When playing, ensure each zone is clearly understood for each opponent. When I archive a card I like to ensure my opponent knows where it’s going so when I pull my archive they aren’t confused with another zone. Same with purged. Graveyard is a public zone and should be one pile. I played an opponent once who kept placing their graveyard in multiple piles, don’t ask why but it was weird. I kept having to get them to merge the piles and place them in the correct order they were discarded.
The best way to keep yourself safe is to be vigilant. When your opponent offers you to cut their deck do more than just separate the pile once. I always pick up their deck and give it a couple quick shuffles. This is important especially on the first cut of the game. You don’t know if your opponent stacked their deck in any way or is able to slight-of-hand (of-Dis) a card in a favourable position. Shuffle it up to make sure their deck is truly random.
Another important thing to do is to question plays that you aren’t happy with. Even if you’re wrong about something you’ll learn a play is correct by asking. It beats having the other way. I played in a Magic tournament once when I was a fairly new player. I was unsure about the ruling on a play that would have won me the game so instead of looking like a fool by asking I played differently. After the game I asked a judge about the play. Turns out it was allowed to do what I wanted to and I would have won. Ever since that moment I have never been shy to ask about a play. This goes for opponent’s plays as well. Did they make a play that you’re unsure about? Ask someone about it. Chances are it was a valid play, sometimes it turns out it was against the rules but neither player was sure. Get a third opinion from the judge! You have nothing to lose by doing so.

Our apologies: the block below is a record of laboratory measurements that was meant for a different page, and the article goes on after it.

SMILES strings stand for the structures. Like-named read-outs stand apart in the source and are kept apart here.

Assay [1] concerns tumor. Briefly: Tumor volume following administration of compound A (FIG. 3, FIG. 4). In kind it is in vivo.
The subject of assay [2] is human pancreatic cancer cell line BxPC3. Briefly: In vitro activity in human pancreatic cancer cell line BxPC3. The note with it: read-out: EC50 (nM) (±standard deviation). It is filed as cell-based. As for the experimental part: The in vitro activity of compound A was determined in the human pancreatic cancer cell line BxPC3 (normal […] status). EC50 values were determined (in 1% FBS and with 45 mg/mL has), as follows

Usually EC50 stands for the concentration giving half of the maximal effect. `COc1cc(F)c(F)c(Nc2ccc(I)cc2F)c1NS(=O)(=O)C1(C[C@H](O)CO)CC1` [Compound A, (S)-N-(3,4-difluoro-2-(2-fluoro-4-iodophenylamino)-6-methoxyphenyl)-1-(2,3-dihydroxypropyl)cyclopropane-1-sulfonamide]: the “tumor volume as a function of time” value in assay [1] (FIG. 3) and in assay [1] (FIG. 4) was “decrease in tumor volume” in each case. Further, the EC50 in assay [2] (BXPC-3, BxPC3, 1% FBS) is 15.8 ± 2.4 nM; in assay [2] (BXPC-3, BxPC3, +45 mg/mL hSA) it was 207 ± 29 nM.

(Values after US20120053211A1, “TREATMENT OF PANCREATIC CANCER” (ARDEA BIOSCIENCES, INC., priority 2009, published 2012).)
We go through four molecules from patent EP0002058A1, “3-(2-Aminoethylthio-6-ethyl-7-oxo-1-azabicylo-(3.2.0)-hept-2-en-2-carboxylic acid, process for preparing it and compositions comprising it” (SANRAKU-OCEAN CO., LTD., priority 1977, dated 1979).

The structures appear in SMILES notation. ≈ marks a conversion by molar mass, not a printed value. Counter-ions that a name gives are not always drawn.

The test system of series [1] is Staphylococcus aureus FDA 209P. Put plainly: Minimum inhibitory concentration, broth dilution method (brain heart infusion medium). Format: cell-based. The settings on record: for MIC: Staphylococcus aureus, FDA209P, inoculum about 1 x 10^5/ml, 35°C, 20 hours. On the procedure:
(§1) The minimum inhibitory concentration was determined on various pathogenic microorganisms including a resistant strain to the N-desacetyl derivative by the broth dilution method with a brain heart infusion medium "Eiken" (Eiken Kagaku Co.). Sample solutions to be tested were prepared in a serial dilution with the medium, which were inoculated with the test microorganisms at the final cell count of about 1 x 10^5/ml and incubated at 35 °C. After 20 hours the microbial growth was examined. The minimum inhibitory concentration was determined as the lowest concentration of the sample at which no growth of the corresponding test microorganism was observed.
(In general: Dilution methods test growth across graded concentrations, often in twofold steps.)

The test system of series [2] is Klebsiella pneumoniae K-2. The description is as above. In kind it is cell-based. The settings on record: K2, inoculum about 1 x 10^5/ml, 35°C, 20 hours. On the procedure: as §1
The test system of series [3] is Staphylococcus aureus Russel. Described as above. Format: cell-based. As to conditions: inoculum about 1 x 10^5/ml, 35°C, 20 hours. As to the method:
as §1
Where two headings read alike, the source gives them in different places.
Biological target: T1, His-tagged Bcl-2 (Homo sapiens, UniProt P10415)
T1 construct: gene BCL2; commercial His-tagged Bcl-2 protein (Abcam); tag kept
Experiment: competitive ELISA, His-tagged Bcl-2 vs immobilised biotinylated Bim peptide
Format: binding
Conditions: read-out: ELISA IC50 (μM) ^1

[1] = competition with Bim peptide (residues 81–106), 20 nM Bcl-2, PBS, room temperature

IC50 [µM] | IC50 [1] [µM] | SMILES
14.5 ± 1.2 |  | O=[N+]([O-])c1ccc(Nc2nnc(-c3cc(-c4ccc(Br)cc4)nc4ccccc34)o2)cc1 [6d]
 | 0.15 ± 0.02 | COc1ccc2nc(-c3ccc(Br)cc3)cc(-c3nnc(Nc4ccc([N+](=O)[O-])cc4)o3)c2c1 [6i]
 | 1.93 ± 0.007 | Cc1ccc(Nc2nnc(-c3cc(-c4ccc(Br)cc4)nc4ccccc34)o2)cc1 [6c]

Take backs are a thing that happen a lot in casual play when a player has realized that they’ve made a mistake or less than optimal line of play after playing out some cards. A player essentially rewinds the game a little and plays differently. I like extending the courtesy to new players at my local LGS, or players that ask for them when we’re practicing. At a higher level of play I typically do not. It’s really a matter of personal preference if you want to give them or not but ideally, when there is big prizing on the line, a take back ultimately hurts the person giving handing it out. I would never expect a take back be granted to me at a tournament. I feel a higher level tournament demands higher level of skill so a player should know what line to take. Ensure you’ve practiced your deck enough to know the best lines of play so you don’t end up in an awkward situation.
Playing respectfully and protecting yourself from dishonest play go hand in hand. By playing in a manner that upholds positive game etiquette you encourage your opponent to do so as well. They will likely follow your lead and ensure each of their actions is clearly indicated. This will help you understand exactly what they’re doing and allow you to spot any misplays. With greater prizing comes increased incentive to be dishonest. The keyforge community is great and I haven’t had to encounter anyone playing in a deceitful way but it’s good game play to remain vigilant. Hopefully I will be able to make it to a Vault Warrior tournament in the future. Good luck in your future chainbound, store champs, or Vault Warrior tournament!